Retail stocks have had it rough this quarter, as several disappointing third-quarter earnings reports sparked concerns about changing consumer demand. The retail tracking ETF XRT has fallen more than 5 percent this month while the broader market has seen incremental gains.
But Goldman Sachs says that with a crucial holiday season ahead, it actually looks like investors aren't nervous enough.
"For many stocks in the retail sector, the options market is pricing in that the issues that plagued retail in November abate in December and beyond," Katherine Fogertey and John Marshall of Goldman Sachs wrote on Wednesday. "We think that this is overly conservative considering the potential for shares to realize big moves around holiday demand and ICR in January," referring to the investment conference held by advisory firm ICR.
To take advantage of this apparent complacency, Goldman is recommending straddles, which bet on big swings in either direction by buying both a call and put at the same strike price and expiration date. Included in Goldman's shopping list are Decker's, Dollar Tree, Nordstrom, Kohl's, Macy's, PVH, Ralph Lauren and VF Corp.
But some traders say there are better ways to play retail stocks going into the holidays.
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Stacey Gilbert, head of derivative strategy at Susquehanna, said she would not recommend buying several straddles, unless traders are targeting a specific event or direction of price movement.
"In general, I do not like that type of strategy," Gilbert said Wednesday on "Trading Nation." "The market's saying it's going to be about as volatile as it has ever been over the last two years. So when buying a straddle I really think you have to have an event that you're looking at, and an expectation for a move."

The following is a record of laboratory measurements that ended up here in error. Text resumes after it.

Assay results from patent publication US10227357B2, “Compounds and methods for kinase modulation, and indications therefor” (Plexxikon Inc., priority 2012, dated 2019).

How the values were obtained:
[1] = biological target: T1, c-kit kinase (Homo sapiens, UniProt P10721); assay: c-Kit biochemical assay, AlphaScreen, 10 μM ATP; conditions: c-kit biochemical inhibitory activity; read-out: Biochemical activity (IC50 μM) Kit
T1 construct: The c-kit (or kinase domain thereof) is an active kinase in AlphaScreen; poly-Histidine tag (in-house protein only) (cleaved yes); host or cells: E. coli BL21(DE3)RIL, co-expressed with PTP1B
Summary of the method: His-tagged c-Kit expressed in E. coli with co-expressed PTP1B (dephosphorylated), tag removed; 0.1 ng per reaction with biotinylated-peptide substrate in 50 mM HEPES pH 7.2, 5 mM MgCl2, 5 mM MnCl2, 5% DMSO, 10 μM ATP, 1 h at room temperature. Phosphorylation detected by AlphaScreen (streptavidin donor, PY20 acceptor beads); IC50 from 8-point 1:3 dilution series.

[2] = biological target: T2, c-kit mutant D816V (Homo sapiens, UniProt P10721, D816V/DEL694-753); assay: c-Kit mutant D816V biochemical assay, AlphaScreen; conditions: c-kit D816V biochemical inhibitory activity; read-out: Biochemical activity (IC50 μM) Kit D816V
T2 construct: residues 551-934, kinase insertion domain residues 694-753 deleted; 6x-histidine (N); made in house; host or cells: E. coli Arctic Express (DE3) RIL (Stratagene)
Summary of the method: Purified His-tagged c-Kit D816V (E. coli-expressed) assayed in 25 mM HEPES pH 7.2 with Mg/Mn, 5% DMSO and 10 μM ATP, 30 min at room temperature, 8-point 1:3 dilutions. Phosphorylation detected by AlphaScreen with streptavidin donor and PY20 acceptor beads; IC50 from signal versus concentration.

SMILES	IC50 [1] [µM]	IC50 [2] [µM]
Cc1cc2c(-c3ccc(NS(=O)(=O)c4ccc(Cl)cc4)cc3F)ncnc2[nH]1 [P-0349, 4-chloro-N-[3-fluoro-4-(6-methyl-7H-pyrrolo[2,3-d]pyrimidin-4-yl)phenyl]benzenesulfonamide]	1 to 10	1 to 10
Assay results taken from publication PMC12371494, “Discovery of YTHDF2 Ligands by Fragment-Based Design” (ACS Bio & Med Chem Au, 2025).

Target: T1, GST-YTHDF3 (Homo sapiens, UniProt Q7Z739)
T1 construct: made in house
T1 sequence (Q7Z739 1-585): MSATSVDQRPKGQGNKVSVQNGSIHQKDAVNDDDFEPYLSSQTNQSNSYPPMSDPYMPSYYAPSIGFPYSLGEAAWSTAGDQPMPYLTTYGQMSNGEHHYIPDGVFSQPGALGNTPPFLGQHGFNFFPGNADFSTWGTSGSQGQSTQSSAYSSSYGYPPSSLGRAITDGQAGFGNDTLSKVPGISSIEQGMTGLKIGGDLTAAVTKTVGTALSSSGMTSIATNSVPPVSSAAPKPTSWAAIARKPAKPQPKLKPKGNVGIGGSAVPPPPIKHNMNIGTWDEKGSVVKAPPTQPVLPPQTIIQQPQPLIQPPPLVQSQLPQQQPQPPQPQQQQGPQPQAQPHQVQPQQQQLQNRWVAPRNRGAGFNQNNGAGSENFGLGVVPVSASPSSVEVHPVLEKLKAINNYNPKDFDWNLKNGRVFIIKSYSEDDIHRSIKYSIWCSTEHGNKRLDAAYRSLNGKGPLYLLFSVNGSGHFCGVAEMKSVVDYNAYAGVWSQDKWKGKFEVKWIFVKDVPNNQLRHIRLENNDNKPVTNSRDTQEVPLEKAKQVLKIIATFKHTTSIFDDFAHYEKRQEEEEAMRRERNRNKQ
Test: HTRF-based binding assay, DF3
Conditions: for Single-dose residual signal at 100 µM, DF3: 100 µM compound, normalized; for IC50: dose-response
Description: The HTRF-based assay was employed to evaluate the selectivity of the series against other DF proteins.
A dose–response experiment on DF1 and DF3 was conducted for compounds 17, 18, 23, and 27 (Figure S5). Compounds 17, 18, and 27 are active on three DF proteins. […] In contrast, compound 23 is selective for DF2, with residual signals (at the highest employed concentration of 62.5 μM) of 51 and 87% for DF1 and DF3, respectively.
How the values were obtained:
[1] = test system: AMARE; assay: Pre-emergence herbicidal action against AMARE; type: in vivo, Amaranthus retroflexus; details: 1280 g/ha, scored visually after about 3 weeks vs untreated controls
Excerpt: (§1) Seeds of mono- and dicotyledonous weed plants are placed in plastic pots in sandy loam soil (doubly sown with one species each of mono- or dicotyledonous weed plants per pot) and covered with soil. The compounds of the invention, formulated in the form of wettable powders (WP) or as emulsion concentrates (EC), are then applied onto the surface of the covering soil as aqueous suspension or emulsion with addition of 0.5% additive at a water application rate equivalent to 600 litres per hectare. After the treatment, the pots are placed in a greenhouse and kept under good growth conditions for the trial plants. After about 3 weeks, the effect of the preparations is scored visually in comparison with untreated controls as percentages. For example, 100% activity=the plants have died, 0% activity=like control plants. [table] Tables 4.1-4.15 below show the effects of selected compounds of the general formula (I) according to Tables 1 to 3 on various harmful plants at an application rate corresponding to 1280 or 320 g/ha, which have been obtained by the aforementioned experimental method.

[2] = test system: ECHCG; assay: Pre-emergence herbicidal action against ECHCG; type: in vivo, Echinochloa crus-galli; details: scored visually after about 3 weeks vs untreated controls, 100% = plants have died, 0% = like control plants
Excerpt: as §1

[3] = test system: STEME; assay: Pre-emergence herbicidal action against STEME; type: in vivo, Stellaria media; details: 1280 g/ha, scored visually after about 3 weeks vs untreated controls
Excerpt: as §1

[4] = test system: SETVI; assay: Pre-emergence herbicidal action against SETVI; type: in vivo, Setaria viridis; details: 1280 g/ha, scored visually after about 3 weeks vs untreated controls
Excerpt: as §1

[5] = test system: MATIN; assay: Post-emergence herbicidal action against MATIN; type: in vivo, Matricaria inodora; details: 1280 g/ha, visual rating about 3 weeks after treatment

Within retail, Gilbert said she's seen notable activity in Decker's and Dollar Tree, both of which could see a rebound in the next couple months. Gilbert said Decker's is trading at a discount compared with analyst price targets, and options are looking cheaper than the rest of the retail space.
"If you look at the relative pricing of November options versus December options in Decker, the Novembers are through the roof," Todd Gordon of TradingAnalysis.com said Wednesday. "Compare that to December, they're actually not that expensive, to Goldman's point."
However, "I'm a little concerned on Goldman's call of buying blanket straddles going out into December," he said, agreeing with Gilbert.
In order to take advantage of the relatively cheaper options in December, Gordon recommends pursuing a different option strategy known as a "calendar" on shares of Decker's. That entails selling the more expensive November call options and buying December call options to create a bullish trade.